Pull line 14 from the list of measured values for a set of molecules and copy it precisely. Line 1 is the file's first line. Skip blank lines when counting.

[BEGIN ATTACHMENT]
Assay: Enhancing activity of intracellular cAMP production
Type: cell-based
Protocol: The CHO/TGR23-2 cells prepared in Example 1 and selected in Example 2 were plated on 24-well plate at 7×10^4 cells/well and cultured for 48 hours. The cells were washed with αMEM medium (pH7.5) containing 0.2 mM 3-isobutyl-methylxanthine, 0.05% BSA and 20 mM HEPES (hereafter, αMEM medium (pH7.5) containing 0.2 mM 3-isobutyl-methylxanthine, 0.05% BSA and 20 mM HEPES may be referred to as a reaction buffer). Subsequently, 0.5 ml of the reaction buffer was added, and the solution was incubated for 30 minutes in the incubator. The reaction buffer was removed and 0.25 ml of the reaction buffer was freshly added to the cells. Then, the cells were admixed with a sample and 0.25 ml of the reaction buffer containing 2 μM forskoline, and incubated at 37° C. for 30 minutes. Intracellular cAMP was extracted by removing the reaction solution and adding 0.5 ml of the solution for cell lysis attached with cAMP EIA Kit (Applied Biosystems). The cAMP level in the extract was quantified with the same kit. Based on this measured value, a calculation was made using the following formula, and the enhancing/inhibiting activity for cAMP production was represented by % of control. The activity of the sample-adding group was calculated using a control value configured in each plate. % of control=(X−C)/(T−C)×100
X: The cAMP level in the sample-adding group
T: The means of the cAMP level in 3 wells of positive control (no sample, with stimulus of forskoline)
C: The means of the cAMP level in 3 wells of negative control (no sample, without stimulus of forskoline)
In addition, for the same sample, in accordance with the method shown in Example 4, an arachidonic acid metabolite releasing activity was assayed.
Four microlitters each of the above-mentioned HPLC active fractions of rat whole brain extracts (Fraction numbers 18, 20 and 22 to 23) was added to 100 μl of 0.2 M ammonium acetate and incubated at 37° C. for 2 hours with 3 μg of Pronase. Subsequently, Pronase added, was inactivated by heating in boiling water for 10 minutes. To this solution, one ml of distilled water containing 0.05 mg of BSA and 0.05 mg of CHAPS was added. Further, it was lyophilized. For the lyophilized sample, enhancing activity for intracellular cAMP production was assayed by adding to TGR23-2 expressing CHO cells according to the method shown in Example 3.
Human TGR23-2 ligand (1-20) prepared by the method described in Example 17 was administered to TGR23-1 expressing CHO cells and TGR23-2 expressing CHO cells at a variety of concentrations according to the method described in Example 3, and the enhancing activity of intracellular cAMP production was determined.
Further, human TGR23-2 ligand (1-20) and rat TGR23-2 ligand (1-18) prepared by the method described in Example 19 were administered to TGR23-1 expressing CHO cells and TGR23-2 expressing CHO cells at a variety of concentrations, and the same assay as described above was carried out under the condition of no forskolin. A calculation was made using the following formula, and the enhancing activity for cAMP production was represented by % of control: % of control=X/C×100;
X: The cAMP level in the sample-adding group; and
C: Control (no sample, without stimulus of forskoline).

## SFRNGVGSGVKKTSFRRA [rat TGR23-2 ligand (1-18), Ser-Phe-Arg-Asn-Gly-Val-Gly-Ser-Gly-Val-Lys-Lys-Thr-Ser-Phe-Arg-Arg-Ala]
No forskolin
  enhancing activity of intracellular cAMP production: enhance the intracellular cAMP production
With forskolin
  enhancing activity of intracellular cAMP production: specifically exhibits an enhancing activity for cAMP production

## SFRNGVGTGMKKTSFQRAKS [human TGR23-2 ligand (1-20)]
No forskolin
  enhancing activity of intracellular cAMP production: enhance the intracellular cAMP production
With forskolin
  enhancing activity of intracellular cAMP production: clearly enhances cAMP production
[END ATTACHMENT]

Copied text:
No forskolin